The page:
Robert Griswold
Griswold, 24, won a bronze medal in the 100-meter backstroke at the last Paralympics, and since then he’s commanded the world stage on several occasions. The North Carolina native became the first man to go under 30 seconds in the 50-meter backstroke at a World Para Swimming World Series meet in 2019, and later that year he won world titles in both the 100-meter backstroke and the 200-meter individual medley.
Jessica Long
If you watched the Super Bowl, you saw Long, 29, take center stage with the Toyota ad that highlighted her life story. Long made her first Paralympic team when she was just 12 years old and is the second-most decorated Paralympic athletes in history with a total of 23 medals. She’s going for her fifth Paralympic team this summer. Michael Phelps’ former training partner and Baltimore resident won gold in the 200-meter individual medley in Rio, in addition to three silver medals and two bronzes, and at the most recent world championships she collected five silver medals and one bronze. 
Elizabeth Marks
Army Sgt. 1st Class Elizabeth Marks made her Paralympic debut in Rio, winning gold in the 100-meter breaststroke and bronze in the 4x100-meter relay, and this year she heads into Trials as the reigning world champion in the 100-meter breaststroke. So far this year the 30-year-old has set an American record in the 100-meter backstroke and has the fastest time in the world in her classification in the 100-meter freestyle.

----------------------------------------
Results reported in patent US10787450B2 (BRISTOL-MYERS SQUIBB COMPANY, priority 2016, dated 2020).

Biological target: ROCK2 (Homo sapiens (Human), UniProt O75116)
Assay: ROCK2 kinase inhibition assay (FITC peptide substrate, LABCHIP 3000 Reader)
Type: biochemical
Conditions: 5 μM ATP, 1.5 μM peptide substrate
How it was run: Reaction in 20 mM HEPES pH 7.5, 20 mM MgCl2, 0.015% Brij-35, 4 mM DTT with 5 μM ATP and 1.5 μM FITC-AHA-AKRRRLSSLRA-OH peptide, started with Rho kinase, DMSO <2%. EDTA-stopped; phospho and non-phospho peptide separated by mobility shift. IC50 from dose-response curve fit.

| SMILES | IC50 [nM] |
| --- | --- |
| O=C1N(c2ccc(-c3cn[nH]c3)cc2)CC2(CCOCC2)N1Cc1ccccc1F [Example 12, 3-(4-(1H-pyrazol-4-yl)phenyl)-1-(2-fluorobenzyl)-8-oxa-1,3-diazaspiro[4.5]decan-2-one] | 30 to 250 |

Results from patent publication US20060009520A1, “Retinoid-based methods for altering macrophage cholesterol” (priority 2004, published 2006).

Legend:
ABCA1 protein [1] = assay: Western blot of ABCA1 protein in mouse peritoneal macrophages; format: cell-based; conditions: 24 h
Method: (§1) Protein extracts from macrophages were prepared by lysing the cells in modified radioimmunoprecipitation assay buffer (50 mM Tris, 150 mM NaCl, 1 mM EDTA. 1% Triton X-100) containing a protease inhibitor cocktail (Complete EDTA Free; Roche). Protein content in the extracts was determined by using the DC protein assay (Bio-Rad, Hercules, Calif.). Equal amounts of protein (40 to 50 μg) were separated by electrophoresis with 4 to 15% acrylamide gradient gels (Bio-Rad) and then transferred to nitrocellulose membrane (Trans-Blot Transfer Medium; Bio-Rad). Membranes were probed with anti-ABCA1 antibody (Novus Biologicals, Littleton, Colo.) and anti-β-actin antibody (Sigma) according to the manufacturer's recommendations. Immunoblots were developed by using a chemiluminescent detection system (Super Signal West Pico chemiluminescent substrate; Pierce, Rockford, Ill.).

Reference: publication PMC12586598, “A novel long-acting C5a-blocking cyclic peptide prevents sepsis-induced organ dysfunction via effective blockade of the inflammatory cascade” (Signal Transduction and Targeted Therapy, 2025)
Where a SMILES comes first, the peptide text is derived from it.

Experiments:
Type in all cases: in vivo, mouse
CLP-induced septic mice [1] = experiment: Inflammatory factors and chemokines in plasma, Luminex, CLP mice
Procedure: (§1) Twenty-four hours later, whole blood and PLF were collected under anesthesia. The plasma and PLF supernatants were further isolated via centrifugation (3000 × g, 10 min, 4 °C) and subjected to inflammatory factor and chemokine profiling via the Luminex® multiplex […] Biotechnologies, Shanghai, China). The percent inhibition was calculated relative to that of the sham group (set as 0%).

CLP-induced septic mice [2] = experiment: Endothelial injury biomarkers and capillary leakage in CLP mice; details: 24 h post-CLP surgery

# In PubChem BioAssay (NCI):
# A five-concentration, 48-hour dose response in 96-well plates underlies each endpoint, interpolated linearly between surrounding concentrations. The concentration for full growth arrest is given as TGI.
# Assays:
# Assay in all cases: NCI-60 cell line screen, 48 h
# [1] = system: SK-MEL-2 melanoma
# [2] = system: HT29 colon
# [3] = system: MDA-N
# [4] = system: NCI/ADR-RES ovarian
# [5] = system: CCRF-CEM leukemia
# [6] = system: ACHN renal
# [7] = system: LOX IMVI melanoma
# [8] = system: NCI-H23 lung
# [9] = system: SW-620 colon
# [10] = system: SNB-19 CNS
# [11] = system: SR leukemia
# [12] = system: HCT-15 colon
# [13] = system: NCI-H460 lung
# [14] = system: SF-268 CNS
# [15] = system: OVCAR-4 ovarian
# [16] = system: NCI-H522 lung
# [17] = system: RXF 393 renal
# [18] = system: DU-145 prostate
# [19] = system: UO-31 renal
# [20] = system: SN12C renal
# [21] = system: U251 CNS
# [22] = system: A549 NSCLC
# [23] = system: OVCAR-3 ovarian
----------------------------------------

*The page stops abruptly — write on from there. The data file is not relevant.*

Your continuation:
Rebecca Meyers celebrates after the women's 400-meter freestyle S13 final at the 2019 World Para-Swimming Championships on Sept. 9, 2019 in London.


Becca Meyers

Meyers, 26, was one of the biggest stories of the Paralympics in Rio, where she won three gold medals and set world records in the 100-meter butterfly and the 400-meter freestyle in her classification. She also added a silver medal. Now she’s hoping to make her third Paralympic team. Meyers isn’t just a decorated swimmer, either. The Baltimore native recently graduated cum laude from Franklin & Marshall College in Pennsylvania. 

Leanne Smith

Smith had a strong 2019, winning world titles in the 150-meter individual medley, 100-meter freestyle and 50-meter breaststroke, as well as silver in the 50-meter backstroke. Last summer she suffered a training injury and had to have emergency surgery, but the Salem, Massachusetts, native had a strong showing at a meet in April, winning two gold medals. She’s seeking her first Paralympic team at the age of 33, having started swimming in her mid-20s. 

Matthew Torres

Torres served notice that he’d be ready to compete for a spot in Tokyo when he won four individual and two relay medals at the 2019 Parapan American Games. The 20-year-old from Ansonia, Connecticut, was the most decorated swimmer at that event and will be looking to make his Paralympic debut later on this summer.

Karen Price is a reporter from Pittsburgh who has covered Olympic and Paralympic sports for various publications. She is a freelance contributor to on behalf of Red Line Editorial, Inc.